Mel Watts, the recently confirmed director of the Federal Housing Finance Administration, last week announced new policies for Fannie Mae and Freddie Mac. He wants to continue to allow these government backed financiers to back mortgages even as large as $625,500 and to “encourage credit access.” This policy reverses the efforts by his predecessor at the FHFA to shrink the footprint of Freddie Mac and Fannie Mae by tightening credit standards and reducing the amount of mortgages they could guarantee.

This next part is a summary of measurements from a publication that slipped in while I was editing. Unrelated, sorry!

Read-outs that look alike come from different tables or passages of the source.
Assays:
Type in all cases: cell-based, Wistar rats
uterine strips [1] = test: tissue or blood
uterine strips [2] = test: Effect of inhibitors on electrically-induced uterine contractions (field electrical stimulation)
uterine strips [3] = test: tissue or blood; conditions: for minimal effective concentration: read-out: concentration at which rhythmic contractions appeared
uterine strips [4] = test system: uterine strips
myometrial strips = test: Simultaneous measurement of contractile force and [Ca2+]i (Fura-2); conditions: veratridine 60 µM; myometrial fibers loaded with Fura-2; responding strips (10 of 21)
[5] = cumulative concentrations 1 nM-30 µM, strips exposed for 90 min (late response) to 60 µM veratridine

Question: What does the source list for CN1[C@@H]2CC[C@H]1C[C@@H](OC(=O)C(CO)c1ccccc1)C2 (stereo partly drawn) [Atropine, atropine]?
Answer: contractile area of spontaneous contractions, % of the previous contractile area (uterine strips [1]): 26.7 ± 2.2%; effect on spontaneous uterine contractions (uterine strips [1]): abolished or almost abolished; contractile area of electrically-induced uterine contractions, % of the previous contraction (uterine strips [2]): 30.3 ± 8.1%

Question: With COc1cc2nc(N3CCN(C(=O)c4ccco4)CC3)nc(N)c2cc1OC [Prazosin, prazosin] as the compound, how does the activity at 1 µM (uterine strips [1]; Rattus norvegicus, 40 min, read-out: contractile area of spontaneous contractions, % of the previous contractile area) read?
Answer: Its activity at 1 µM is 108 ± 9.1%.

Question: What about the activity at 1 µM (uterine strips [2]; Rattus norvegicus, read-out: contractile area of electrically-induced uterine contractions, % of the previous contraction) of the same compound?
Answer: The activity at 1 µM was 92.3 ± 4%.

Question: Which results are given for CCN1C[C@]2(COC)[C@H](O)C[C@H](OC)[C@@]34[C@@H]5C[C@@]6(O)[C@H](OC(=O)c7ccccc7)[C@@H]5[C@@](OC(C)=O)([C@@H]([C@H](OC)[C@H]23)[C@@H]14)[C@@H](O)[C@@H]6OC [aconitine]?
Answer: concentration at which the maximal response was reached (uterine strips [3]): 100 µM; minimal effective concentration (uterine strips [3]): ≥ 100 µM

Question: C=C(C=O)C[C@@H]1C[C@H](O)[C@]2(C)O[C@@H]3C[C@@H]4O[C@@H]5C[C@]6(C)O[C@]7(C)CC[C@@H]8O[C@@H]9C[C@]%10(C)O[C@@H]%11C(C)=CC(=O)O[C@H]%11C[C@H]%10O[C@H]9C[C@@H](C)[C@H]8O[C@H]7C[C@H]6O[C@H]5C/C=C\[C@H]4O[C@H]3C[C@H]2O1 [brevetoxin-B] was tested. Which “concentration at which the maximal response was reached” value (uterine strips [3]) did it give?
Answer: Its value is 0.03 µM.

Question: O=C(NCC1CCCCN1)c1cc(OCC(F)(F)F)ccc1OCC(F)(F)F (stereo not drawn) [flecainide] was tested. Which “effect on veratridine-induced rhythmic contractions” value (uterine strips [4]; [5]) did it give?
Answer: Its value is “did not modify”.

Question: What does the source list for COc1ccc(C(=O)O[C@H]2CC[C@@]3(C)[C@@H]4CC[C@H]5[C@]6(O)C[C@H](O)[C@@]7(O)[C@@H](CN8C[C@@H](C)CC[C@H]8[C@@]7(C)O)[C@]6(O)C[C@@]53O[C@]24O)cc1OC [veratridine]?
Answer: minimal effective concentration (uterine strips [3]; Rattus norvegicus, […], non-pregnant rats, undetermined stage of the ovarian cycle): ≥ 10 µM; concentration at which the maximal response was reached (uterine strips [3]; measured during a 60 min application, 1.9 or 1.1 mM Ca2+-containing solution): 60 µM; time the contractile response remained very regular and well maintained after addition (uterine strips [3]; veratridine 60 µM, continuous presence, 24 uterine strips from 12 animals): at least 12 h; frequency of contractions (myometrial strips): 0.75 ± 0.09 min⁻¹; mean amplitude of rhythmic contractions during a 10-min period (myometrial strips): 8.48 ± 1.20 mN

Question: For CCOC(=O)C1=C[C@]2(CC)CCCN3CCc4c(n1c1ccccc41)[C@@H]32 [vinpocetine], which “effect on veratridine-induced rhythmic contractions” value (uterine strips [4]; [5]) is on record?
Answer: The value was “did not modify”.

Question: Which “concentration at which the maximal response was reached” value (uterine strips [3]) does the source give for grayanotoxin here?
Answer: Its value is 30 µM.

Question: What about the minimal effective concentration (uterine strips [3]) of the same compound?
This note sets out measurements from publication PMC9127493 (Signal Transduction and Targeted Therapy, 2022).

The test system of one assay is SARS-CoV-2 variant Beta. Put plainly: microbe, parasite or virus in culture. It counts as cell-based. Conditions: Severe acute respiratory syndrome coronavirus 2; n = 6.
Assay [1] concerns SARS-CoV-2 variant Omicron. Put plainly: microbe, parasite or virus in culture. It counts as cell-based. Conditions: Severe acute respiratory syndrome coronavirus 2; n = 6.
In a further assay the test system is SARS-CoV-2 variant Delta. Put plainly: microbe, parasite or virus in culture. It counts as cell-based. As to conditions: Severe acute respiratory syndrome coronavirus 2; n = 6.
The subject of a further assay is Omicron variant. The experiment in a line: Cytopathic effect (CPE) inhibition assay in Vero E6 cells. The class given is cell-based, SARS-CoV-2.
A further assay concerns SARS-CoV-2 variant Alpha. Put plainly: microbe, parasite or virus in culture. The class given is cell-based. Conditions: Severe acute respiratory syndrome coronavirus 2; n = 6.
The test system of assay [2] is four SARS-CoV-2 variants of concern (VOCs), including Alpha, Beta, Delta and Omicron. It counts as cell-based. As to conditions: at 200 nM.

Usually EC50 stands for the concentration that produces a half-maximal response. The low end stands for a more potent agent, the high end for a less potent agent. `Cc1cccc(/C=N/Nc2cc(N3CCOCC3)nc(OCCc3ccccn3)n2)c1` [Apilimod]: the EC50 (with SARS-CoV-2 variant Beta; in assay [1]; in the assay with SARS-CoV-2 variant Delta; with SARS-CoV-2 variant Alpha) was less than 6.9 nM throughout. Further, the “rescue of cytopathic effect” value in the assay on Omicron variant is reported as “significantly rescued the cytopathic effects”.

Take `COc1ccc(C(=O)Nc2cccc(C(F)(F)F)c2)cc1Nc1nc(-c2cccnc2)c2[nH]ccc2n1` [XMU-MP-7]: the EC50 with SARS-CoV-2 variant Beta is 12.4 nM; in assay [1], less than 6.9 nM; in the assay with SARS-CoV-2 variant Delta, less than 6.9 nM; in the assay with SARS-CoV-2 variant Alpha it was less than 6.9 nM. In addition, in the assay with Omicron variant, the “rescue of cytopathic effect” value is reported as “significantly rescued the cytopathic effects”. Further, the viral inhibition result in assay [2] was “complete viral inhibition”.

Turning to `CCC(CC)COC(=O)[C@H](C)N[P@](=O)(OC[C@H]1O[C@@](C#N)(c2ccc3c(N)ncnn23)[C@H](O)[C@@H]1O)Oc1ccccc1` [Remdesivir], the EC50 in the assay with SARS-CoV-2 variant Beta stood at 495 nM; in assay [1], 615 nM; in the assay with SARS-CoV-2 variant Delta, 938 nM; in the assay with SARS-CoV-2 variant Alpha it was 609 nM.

As I have noted before, the Clinton Administration set the stage for the mortgage crisis by encouraging government backed mortgages with lax standards into order to engage in redistribution at the potential and, as it turned out, actual expense to taxpayers. Watts is going down the same road. Sadly, any administration is likely to succumb to the temptation so long as Fannie Mae and Freddie Mac are in existence.
Watts’ polices reflect four dangers of government involvement in the mortgage market.